That is, after all, why you became a judge. You are there to sort out whether the state’s articulated goals fit the law they’ve enacted. You’ll need to be wily: You can start by insisting that any law is “rational” so long as it contains some nouns and verbs. You can quote the U.S. Supreme Court for the proposition that: “In the ordinary case, a law will be sustained if it can be said to advance a legitimate government interest, even if the law seems unwise or works to the disadvantage of a particular group, or if the rationale for it seems tenuous.”
Still, much depends on how you frame that same rationality question. You can borrow from the Massachusetts court, which asked whether “government action that bars same-sex couples from civil marriage constitutes a legitimate exercise of the state’s authority to regulate conduct.” Or, you can turn it upside down like the New York State Court of Appeals and ask “whether a rational legislature could decide that these benefits should be given to members of opposite-sex couples, but not same-sex couples.”
But the core question for judges—judges, not legislators—is still whether there is a rational reason for this ban. That’s not a matter of personal morality, or religious preference, or taste. It’s a factual legal inquiry, albeit broad-based.
The Massachusetts legislature offered three reasons for banning gay marriage: 1) “providing a favorable setting for procreation”; 2) “ensuring the optimal setting for child rearing”; and 3) “preserving scarce state and financial resources.” The New York legislature offered substantially similar state objectives: 1) whether, for “the welfare of children, it is more important to promote stability, and to avoid instability, in opposite-sex than in same-sex relationships” by providing an “inducement” for those heterosexual parents to marry; and 2) whether “it is better, other things being equal, for children to grow up with both a mother and a father.”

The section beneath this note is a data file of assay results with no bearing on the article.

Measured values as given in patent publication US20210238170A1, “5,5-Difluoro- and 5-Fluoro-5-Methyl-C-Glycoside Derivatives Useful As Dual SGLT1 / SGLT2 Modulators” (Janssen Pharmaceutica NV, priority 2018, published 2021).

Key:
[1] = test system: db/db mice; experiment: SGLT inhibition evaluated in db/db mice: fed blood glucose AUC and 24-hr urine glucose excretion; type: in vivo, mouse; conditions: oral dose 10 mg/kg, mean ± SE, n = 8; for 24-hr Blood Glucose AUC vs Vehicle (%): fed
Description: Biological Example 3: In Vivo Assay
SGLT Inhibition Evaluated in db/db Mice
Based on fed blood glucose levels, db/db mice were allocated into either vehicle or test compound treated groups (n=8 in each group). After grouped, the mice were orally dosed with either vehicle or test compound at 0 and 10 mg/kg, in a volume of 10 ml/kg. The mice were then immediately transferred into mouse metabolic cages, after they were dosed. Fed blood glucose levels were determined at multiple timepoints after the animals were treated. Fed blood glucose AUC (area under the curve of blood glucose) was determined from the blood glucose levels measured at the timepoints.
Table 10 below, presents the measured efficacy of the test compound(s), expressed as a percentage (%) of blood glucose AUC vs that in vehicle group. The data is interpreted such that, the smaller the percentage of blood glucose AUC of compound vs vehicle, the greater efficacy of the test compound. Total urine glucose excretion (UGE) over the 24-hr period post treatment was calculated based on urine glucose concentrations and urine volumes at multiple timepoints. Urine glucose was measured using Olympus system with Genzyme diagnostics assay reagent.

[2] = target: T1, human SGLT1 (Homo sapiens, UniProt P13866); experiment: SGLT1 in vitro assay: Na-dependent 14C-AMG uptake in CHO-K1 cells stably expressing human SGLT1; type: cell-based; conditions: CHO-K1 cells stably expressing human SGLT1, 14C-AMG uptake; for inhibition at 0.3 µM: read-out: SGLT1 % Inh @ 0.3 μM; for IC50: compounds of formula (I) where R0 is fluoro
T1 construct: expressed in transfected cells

Both courts thus asked about the same question: Did the ban on gay marriage rationally achieve the legislatures’ stated goals of promoting procreation and optimal families?
The Massachusetts court found they were not. First it held that procreation is not the sole purpose of marriage (“people who cannot stir from their deathbed may marry”). Then it found that a state interest in “optimal child rearing” arrangements cannot rationally be met if the children of gay parents are precluded from the protection of marriage laws.
New York’s highest court went the other way. The majority of the judges felt that a legislature could reasonably find that “unstable relationships between people of the opposite sex present a greater danger that children will be born into or grow up in unstable homes, and thus that promoting stability in opposite-sex relationships will help children more.” They also found that “a child benefits from having before his or her eyes, every day, living models of what both a man and a woman are like.”